So downhill I plummeted looking for camping and my best chance at a lake trail was impossible as the hiking trail immediately started steeply uphill. But then luck again a cold rain came through and I had shelter again. After 45 minutes of rain it was blue sky and sun again. 3 times lucky today and totally dry. But then my camping luck changed. I rode and rode and rode and camping was absolutely impossible. The left side was a steep uphill and the right side was a steep downhill. Fortunately I was riding downhill so all the miles were not as tiring as they could have been. I rode so long that I was passed the point of accepting a shitty spot and vowed to find a good spot. I ended up at a picnic area where I hid in the woods and it turned out to be a great spot. A small hill blocked most of the road noise and I was pretty well hidden in an illegal spot. My plan was to camp about 20 miles from Lake Louise and instead I'm camped only 2 miles away. Lucky this picnic area was here as I'm so close to Lake Louise that stealth camping would have been really tough any further.
It was a quiet night and I decided to sleep in as I was tired from yesterdays miles and huge hill! I crept out of the woods at 9:30 and rode the easy 2 miles to the Village of Lake Louise. As much as I thought impossible, it's possible the prices here are higher than anywhere else on the trip. I bought a banana, good loaf of bread and a liter of diet coke and was happy as could be. I planned to do a day hike here and all the hikes start at the famous Lake Louise (as in the actual lake) which was 2.5 miles on a side road. I should have known but it was a 600' climb! Son of bitch, I thought I was done with the big uphills. However, the visitor center nicely held my panniers for me so riding uphill was a bit easier than normal. I arrived at Lake Louise with about 1000 other tourists. It was insane! Banff and Jasper are just way too crowded. I'm glad 99% of my time is spent on the bike taking in the gorgeous mountains. The lake surrounded by glacial peaks is impressive but honestly I've seen this elsewhere in the Sierras, Cascades or Wind's. It's funny how one thing can be so popular over other things. Anyway, I took the obligitory pictures and went for my dayhike which I apparently didn't exactly read too much about because it turns out the climb to Fairview mountains was over 3000'. This was probably a bit more than I should have done given all the bike riding I'm doing but I was invested in it and made my way up the steep, steep trail. The second half through the alpine was straight up the boulders of the mountain and went up 1500' in 9/10 of a mile. That's seriously steep. I topped out at 9000' after 2 hours and took a nice break with Lake Louise way down below and glacial mountains around. The descent was of course easier but not by much. It was so steep that my legs were exhausted trying not to roll down the mountain. Overall, it was nice but maybe not worth the fairly big effort. However, the descent. back down to the Village on bike was pretty awesome going over 40 mph. I was easily going just as fast as the cars!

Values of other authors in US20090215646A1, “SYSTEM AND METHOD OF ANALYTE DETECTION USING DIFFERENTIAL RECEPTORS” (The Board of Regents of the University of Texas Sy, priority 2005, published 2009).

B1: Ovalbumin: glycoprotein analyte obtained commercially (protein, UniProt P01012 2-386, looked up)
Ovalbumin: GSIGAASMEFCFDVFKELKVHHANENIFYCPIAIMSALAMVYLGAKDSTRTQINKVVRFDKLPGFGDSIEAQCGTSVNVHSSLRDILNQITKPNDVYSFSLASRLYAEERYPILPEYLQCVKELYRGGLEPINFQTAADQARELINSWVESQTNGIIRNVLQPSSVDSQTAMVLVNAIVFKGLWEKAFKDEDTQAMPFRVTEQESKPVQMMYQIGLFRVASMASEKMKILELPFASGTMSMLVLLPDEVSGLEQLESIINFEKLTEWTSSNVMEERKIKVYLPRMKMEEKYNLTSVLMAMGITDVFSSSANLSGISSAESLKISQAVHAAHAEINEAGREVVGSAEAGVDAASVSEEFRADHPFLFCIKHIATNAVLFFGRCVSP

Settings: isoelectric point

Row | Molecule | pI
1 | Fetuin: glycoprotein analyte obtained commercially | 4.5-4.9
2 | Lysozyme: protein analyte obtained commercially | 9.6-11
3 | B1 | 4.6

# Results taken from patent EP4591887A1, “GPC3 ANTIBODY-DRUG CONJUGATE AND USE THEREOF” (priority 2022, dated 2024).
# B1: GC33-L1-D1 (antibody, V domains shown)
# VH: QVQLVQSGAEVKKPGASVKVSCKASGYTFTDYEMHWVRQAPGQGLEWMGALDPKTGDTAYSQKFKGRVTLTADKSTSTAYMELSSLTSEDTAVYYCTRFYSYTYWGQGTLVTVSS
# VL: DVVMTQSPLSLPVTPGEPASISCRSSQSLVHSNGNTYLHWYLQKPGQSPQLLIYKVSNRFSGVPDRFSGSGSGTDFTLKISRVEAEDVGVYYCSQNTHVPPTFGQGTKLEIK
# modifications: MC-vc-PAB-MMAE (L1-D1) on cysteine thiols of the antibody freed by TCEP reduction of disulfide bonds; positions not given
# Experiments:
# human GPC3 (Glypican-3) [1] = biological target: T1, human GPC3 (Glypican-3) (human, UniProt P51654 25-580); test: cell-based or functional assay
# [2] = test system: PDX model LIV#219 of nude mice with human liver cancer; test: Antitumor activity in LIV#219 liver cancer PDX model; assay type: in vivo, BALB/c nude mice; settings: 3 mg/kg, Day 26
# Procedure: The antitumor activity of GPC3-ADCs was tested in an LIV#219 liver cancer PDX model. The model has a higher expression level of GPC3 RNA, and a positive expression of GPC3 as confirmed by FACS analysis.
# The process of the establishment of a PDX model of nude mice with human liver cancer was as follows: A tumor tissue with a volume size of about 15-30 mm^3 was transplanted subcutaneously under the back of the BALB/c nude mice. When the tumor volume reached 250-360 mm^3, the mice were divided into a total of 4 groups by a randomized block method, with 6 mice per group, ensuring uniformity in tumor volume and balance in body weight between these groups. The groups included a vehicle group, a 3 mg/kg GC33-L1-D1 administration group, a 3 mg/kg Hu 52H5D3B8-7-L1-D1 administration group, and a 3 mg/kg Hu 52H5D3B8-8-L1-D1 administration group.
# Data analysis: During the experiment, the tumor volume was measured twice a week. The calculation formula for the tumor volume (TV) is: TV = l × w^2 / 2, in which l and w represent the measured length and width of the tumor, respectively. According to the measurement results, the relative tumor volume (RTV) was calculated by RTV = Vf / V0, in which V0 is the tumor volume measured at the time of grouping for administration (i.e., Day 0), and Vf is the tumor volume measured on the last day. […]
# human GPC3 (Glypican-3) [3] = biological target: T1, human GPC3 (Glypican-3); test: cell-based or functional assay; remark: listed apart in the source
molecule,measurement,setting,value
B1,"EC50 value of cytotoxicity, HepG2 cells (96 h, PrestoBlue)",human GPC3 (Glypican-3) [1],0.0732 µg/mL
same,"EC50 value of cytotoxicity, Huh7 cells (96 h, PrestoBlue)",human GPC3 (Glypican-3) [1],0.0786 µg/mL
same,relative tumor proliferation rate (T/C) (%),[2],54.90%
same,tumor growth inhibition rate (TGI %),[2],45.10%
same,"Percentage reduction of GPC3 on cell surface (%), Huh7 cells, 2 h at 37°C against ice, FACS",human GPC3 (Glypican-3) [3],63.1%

I ate a bit in the Village and rode out on the more scenic and probably hilly Bow Valley parkway versus the paralleling Highway 1a which is basically an interstate. My way to Banff will be harder but more scenic and low traffic. A big thunderstorm was coming and after just 1 mile there was a picnic spot with a closed off road that led to a lake that seemed perfect for camping. Unfortunately there was a guy at the beginning with a video camera trying to film the mama and baby grizzly that had been hanging around. I really wanted to camp and stay dry but this seemed like a bad idea! However, this road unlike the past several days, had a lot of options. The next side road looked awesome as I rode down it to the river and right into railroad tracks. Damn it! The thunderstorm was just about here and I rode on and quickly spied a super old road with downed trees. I carried my bike over them and set up my tent as fast as possible as the rain and thunder started. I'm not far off the road but it's low traffic so it should be fine. The thunderstorm wasn't too bad but I was glad to be in my tent and not on the bike. 33 miles to go!